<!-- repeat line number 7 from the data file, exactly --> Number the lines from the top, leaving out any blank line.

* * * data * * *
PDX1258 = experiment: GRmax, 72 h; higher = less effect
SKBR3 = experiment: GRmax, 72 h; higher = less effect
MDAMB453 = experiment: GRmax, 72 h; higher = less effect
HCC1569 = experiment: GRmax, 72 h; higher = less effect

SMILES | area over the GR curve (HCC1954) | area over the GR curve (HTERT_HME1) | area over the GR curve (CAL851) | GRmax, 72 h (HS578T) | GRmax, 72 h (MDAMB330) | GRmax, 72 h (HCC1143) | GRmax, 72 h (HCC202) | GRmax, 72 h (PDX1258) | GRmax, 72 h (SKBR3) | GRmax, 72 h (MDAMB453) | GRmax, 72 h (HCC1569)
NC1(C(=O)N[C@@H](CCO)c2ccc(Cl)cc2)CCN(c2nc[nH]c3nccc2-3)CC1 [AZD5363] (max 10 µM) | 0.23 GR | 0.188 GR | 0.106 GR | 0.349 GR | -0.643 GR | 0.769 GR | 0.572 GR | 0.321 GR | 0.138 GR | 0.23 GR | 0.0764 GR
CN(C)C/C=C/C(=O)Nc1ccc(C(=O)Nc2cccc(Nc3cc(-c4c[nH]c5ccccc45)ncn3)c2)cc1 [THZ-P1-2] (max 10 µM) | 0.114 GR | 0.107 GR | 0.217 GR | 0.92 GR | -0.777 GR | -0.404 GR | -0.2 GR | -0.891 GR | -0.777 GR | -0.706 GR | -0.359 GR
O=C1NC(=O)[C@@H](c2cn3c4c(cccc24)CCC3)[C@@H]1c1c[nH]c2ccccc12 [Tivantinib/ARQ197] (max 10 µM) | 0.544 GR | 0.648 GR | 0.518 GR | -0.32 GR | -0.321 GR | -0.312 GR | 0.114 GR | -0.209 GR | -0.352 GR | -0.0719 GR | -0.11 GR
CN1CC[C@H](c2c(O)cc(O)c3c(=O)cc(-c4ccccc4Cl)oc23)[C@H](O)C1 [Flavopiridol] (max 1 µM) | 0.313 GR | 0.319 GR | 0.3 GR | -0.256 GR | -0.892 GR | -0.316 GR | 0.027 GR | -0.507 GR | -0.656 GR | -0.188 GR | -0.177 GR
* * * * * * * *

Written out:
CN(C)C/C=C/C(=O)Nc1ccc(C(=O)Nc2cccc(Nc3cc(-c4c[nH]c5ccccc45)ncn3)c2)cc1 [THZ-P1-2] (max 10 µM) | 0.114 GR | 0.107 GR | 0.217 GR | 0.92 GR | -0.777 GR | -0.404 GR | -0.2 GR | -0.891 GR | -0.777 GR | -0.706 GR | -0.359 GR